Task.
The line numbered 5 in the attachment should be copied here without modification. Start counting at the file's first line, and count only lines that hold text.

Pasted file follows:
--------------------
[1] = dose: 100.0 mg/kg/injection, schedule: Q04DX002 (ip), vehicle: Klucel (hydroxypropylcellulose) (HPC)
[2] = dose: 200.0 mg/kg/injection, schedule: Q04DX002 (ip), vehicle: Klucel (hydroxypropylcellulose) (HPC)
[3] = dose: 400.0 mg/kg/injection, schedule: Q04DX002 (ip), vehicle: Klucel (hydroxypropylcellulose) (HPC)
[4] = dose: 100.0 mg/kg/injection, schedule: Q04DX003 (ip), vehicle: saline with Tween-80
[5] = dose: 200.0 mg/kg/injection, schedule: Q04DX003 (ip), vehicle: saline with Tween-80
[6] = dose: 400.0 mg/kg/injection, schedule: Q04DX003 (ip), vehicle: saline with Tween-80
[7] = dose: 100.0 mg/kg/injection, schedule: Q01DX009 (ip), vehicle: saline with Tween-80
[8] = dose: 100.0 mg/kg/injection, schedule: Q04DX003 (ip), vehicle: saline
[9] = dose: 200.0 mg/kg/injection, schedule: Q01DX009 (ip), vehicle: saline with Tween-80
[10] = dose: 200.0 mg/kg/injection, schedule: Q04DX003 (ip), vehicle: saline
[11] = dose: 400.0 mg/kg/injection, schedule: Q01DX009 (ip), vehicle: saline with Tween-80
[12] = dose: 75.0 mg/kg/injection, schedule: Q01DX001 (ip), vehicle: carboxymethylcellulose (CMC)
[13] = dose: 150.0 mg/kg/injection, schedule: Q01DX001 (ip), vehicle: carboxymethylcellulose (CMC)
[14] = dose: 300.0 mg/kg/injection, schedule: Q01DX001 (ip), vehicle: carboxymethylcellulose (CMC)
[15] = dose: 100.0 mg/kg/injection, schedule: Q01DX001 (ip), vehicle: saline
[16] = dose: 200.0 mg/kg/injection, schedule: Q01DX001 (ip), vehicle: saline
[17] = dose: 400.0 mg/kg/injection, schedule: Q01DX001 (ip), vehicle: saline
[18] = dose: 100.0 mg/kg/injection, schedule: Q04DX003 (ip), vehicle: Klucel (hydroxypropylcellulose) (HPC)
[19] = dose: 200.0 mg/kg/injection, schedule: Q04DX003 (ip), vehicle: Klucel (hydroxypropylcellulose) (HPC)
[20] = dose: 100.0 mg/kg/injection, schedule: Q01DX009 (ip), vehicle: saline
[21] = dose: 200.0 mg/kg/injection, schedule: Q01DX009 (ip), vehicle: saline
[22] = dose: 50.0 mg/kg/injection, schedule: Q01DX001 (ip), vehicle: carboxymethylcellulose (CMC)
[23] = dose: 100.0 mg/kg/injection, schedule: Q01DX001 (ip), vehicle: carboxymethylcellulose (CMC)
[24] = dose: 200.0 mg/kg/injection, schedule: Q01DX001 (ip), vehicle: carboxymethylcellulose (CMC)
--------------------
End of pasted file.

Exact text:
[5] = dose: 200.0 mg/kg/injection, schedule: Q04DX003 (ip), vehicle: saline with Tween-80